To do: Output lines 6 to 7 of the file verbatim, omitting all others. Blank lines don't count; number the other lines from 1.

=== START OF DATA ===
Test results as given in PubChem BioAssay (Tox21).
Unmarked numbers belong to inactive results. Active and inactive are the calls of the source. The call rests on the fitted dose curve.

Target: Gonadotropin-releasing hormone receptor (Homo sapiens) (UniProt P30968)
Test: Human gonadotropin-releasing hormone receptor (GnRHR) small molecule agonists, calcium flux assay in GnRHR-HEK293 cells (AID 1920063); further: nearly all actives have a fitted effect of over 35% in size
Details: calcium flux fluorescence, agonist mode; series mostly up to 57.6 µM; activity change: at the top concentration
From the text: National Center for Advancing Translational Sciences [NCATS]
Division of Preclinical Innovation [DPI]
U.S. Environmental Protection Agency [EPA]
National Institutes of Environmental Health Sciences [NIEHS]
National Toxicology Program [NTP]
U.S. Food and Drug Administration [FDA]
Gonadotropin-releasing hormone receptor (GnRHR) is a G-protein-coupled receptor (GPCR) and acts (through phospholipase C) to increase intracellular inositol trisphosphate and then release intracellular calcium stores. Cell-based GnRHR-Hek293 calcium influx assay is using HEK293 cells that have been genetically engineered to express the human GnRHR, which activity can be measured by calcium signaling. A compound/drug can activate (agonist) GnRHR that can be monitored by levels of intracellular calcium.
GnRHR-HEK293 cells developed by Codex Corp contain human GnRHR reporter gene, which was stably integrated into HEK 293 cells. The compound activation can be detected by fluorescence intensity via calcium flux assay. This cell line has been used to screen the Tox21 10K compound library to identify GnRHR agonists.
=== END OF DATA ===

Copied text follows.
From the text: National Center for Advancing Translational Sciences [NCATS]
Division of Preclinical Innovation [DPI]